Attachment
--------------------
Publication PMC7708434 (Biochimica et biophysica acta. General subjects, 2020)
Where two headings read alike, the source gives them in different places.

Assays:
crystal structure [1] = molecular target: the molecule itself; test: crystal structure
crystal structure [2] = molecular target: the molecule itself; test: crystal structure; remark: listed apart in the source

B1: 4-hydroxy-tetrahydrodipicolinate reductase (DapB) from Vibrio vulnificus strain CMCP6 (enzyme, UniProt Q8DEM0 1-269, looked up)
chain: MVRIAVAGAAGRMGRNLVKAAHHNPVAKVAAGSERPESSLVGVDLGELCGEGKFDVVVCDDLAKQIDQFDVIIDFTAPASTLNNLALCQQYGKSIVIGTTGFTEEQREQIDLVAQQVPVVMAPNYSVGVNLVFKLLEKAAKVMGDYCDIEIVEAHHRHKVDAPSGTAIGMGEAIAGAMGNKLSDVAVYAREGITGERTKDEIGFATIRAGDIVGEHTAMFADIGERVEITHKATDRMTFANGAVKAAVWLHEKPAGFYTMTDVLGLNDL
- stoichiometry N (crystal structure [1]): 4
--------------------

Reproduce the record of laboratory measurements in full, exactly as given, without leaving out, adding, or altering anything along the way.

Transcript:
Publication PMC7708434 (Biochimica et biophysica acta. General subjects, 2020)
Where two headings read alike, the source gives them in different places.

Assays:
crystal structure [1] = molecular target: the molecule itself; test: crystal structure
crystal structure [2] = molecular target: the molecule itself; test: crystal structure; remark: listed apart in the source

B1: 4-hydroxy-tetrahydrodipicolinate reductase (DapB) from Vibrio vulnificus strain CMCP6 (enzyme, UniProt Q8DEM0 1-269, looked up)
chain: MVRIAVAGAAGRMGRNLVKAAHHNPVAKVAAGSERPESSLVGVDLGELCGEGKFDVVVCDDLAKQIDQFDVIIDFTAPASTLNNLALCQQYGKSIVIGTTGFTEEQREQIDLVAQQVPVVMAPNYSVGVNLVFKLLEKAAKVMGDYCDIEIVEAHHRHKVDAPSGTAIGMGEAIAGAMGNKLSDVAVYAREGITGERTKDEIGFATIRAGDIVGEHTAMFADIGERVEITHKATDRMTFANGAVKAAVWLHEKPAGFYTMTDVLGLNDL
- stoichiometry N (crystal structure [1]): 4